Tangling. Thread from the thread stand doesn’t wrap around the sewing machine thread pin. Sometimes a small spool cap (on the yellow spool) can’t keep thread from the extra spool pin (red) from wrapping around the yellow thread pin. In the pic I circled where the red thread comes thisclose to the pin with the yellow thread. Let me tell you — it SUCKS to have thread from the upper pin wrap around the lower pin.

Threading. The twin needle directions in the manual call for threading the two strands through the machine in opposite directions (one strand is threaded over and the other is threaded under — like opposite rolls of toilet paper). This over/under malarkey isn’t necessary with a thread stand.

The extra spool pin, to be used during twin needle sewing, dips down.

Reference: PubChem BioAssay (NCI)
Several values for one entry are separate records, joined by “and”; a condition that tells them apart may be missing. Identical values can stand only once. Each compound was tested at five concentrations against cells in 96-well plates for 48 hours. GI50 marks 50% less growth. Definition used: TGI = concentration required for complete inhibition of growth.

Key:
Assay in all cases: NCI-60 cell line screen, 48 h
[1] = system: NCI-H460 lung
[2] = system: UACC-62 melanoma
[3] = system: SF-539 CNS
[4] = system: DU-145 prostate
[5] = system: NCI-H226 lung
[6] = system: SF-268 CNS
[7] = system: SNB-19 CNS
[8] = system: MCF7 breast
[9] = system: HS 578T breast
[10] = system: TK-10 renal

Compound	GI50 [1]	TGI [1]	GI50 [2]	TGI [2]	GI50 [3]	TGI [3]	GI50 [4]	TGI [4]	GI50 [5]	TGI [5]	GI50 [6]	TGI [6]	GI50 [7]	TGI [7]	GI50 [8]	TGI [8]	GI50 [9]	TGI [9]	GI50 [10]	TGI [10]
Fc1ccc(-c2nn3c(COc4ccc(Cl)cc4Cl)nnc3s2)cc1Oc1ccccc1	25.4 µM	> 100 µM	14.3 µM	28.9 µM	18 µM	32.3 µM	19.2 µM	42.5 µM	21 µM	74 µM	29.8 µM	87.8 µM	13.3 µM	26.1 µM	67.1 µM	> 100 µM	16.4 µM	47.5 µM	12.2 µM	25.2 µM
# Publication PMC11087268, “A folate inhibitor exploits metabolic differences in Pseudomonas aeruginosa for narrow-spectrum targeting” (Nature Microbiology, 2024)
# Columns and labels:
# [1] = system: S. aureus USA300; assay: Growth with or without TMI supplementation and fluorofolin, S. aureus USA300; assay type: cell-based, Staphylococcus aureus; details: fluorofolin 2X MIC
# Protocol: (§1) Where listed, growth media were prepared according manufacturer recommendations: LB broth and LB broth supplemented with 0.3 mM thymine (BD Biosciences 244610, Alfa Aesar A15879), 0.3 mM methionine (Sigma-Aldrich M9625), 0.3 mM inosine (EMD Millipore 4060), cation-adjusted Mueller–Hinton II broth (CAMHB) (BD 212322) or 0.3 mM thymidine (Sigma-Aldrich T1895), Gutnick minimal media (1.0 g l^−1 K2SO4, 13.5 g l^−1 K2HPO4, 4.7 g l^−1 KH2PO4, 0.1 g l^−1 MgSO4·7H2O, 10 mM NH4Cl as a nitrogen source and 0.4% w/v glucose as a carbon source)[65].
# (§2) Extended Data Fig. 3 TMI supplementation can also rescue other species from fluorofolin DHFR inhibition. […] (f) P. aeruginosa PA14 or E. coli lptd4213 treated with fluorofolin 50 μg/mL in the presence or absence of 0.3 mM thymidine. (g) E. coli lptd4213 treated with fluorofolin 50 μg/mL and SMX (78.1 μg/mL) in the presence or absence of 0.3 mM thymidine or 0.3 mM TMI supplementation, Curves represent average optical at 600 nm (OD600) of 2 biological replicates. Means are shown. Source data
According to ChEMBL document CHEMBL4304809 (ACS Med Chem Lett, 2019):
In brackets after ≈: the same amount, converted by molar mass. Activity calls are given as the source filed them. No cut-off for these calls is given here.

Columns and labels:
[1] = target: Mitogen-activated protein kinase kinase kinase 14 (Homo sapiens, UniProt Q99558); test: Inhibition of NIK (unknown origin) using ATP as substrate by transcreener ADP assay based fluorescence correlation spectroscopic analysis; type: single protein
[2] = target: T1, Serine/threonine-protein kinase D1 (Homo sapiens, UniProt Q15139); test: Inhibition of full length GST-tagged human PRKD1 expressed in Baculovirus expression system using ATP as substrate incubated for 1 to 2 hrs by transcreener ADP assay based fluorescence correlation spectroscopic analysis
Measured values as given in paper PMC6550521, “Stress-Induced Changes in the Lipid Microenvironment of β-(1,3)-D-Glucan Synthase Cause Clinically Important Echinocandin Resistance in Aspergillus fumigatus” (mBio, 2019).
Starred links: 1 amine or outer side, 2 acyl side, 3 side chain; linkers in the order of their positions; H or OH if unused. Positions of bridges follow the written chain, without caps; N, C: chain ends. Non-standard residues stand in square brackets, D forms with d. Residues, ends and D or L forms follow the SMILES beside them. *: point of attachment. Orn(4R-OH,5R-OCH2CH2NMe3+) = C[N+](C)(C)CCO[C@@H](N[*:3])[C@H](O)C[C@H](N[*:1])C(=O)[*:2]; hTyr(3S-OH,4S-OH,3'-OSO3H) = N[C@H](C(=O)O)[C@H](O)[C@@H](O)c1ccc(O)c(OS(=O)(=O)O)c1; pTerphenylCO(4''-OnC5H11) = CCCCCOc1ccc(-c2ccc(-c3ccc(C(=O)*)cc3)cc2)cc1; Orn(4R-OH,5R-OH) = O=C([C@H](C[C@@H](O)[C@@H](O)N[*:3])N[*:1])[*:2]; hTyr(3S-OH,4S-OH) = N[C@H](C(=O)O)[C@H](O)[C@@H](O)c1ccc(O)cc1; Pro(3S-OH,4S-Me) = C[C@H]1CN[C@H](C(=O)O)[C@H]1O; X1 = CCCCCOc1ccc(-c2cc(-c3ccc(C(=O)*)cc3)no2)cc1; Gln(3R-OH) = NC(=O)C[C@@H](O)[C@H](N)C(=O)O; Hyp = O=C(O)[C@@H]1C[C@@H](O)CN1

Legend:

Tipping. The extra thread pin attachment kinda tips down… and I don’t think that’s great. You can see it in this picture; if the pin were straight, it’d be the light gray. I imagine the downward tipping puts more tension on the red thread, because instead of unwinding straight with ease (or maybe a little higher than the interior of the machine, thanks to gravity), the thread dips down and then is pulled up a touch before it passes through the machine.

As you can see, there’s not a big difference visually between the instruction manual and thread stand sewing samples. I think the thread stand’s were a touch better, but it’s mostly a wash.

In the end, I choose the thread stand for twin needle sewing because it offers a better, less-tension-filled experience.

OK, over to you: How much have you played with twin stitching? What’s your take on a thread stand? And what’s your top twin needle sewing tip? Please share in comments! Thanks for reading.